Financial planner to speak at Orion Library


Share
Posted Online: Sept. 05, 2013, 9:19 am
Comment on this story | Print this story | Email this story
Press release submitted by Western District Library, Orion



Marty Kurtz, past president of the National Financial Planning Association, will speak on Wednesday, September 18, at 7 PM at The Western District Library in Orion. All are invited to attend. Marty will discuss the complex world of money and ways to build a better financial life.
Recently, when Marty was asked why he became a financial planner, this was his response. "I watched my father work though my first thirty eight years as a self-employed business person and saw how he just didn't have tools and guidance he needed to truly enjoy his life and his money. I also saw how difficult it was for my mother and father to talk to each other about money. So I told myself I would love to help people protect, prepare and provide for themselves, their families and the things they care about; specifically in dealing with life and money."

Marty entered the financial planning world in 1984. He had worked with his father for ten years in a wholesale food business, but upon the sale of the business, a new direction was desired. Since then, Marty has had a life full of working with people on the very issues he had seen his father deal with, specifically having no one to guide him through the chaos. About twenty years ago Marty started an innovative way to make better decisions about money. He named it the First Step System and began teaching it to clients as they struggled with their cash flow. In 1988 he became a Certified Financial Planner ® (CFP®) practitioner and in 1998 he founded The Planning Center, Inc. a fee-only financial planning firm in Moline, IL.

In 1999 he was appointed to the CFP Board of Professional Review (disciplinary and ethics board) and was chair of the board in 2005. In 2001 he was named one of 100 Great Financial Planners by Mutual Fund Magazine and in 2009 was featured as one of three "Time Tested Advisors" by Business Week Magazine. In 2009 Marty was elected to the Financial Planning Association (FPA) Board of Directors and served as the 2011 President of the organization. Today, he is President of The Planning Center, Inc., Chairman of the Board of FPA, and Development Committee Chair of Ballet Quad Cities. He serves on the Board of Directors for Money Quotient®, an innovative Financial Life Planning ® system and New Life Outpatient Center, Inc., Davenport, Iowa. He is also a member of the Aegis Group.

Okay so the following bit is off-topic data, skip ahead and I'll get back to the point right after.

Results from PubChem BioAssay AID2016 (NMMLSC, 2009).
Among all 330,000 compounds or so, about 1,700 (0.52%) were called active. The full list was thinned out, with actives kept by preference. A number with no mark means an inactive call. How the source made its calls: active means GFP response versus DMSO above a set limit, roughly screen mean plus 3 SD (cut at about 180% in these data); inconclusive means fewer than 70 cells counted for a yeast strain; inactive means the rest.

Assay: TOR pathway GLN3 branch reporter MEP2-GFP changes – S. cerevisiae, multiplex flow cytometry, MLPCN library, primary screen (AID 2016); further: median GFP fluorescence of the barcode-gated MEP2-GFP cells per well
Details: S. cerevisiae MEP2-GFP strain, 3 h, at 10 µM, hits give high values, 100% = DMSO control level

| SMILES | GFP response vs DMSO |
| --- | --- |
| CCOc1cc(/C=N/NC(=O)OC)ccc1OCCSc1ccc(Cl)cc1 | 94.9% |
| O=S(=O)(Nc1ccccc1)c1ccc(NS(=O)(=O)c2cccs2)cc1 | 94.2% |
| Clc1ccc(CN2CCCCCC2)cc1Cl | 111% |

His passions, other than work, are reading history and philosophy, riding a bicycle, playing golf and having a quality conversation. Marty is married to Sarah Slavick Kurtz and between the two of them they have six children. They reside in Davenport, Iowa; in a home built in 1900 that is included on the National Registry of Historic Places.



















 



Local events heading








  Today is Monday, Oct. 20, the 293rd day of 2014. There are 72 days left in the year.

1864 -- 150 years ago: The store of Devoe and Crampton was entered and robbed of about $500 worth of gold pens and pocket cutlery last night.
1889 -- 125 years ago: Michael Malloy was named president of the Tri-City Stone Cutters Union.
1914 -- 100 years ago: Dewitte C. Poole, former Moline newspaperman serving as vice consul general for the United States government in Paris, declared in a letter to friends that the once gay Paris is a city of sadness and desolation.
1939 -- 75 years ago: Plans for the construction of an $80,000 wholesale bakery at 2011 4th Ave. were announced by Harry and Nick Coin, of Rock Island. It is to be known as the Banquet Bakery.
1964 -- 50 years ago: An application has been filed for a state permit to organize a savings and loan association in Moline, it was announced. The applicants are Ben Butterworth, A.B. Lundahl, C. Richard Evans, John Harris, George Crampton and William Getz, all of Moline, Charles Roberts, Rock Island, and Charles Johnson, of Hampton.
1989 -- 25 years ago: Indian summer is quickly disappearing as temperatures slide into the 40s and 50s this week. Last week, highs were in the 80s.


(More History)